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The Boston Globe

Theater & art

Chekhov a family affair for Kate Burton

When she was an undergraduate majoring in Russian studies at Brown University, Kate Burton had no intention of pursuing a career in the theater. She was going to be a diplomat. In her senior year, she had the choice of studying abroad at Leningrad State University or playing the tortured young actress Nina in a student production of “The Seagull.” She chose Chekhov, and she’s been acting in his plays ever since. “That began my love affair with Chekhov,’’ the auburn-haired actress says.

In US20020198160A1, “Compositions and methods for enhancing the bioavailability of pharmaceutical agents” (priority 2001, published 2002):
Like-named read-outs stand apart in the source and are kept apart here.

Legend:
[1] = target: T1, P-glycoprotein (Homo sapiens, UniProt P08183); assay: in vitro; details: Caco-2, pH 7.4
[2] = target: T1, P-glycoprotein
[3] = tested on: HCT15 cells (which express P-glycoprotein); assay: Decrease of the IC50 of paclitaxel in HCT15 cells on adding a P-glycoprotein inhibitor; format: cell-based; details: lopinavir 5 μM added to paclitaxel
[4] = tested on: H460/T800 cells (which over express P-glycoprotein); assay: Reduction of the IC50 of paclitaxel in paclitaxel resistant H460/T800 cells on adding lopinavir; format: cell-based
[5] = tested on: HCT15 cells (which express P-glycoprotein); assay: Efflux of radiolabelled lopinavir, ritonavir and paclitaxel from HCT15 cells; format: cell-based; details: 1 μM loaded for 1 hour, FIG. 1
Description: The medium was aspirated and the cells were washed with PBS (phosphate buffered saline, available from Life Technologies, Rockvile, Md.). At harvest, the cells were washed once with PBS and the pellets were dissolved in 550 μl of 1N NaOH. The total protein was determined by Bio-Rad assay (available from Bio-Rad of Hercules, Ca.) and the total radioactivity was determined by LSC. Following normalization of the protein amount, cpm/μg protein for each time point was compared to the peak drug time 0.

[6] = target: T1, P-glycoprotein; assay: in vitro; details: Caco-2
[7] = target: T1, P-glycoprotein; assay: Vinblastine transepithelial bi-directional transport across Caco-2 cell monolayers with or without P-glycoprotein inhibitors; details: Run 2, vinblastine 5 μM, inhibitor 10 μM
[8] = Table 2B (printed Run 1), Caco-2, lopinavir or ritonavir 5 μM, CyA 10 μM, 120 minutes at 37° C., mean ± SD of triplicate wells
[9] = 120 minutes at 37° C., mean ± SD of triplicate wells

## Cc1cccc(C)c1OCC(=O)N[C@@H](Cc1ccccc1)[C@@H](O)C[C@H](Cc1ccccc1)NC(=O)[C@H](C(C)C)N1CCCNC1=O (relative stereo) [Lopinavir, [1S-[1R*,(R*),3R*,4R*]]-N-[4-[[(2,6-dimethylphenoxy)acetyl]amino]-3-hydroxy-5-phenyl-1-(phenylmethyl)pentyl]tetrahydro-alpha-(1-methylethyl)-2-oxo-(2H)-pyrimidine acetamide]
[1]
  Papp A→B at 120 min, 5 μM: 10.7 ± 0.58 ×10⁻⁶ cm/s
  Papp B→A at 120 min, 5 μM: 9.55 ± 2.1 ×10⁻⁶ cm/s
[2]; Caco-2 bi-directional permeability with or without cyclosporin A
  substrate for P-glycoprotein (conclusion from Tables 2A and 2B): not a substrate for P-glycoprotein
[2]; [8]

She’s played the young Anya and the aging matriarch Madame Ranevskaya in “The Cherry Orchard” and all three siblings in “Three Sisters.” She was in a film version of “Uncle Vanya” directed by Anthony Hopkins. She’s shared the stage with Colleen Dewhurst, Christopher Walken, and Kristin Scott Thomas, working her way through the roles of youthful women searching for identity to the well-established middle-aged leading ladies.

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